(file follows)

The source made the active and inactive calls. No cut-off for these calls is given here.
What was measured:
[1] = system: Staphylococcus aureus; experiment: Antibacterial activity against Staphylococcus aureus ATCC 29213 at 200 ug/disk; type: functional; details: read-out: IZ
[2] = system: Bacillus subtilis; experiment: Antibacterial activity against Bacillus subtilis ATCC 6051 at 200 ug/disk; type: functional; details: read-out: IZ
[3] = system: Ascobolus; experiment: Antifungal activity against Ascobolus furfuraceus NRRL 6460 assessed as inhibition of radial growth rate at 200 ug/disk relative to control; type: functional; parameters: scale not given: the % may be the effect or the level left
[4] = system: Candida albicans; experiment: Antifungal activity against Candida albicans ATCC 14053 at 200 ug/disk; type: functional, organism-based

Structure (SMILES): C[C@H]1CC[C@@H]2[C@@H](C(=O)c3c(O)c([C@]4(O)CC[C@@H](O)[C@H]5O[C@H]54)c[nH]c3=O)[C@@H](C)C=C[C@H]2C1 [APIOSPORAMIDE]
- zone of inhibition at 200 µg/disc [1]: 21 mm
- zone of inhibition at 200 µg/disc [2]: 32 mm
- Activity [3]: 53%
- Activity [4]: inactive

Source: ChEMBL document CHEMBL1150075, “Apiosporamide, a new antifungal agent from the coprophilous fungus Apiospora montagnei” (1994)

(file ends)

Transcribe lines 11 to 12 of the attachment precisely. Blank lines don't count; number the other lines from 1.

- Activity [4]: inactive

Source: ChEMBL document CHEMBL1150075, “Apiosporamide, a new antifungal agent from the coprophilous fungus Apiospora montagnei” (1994)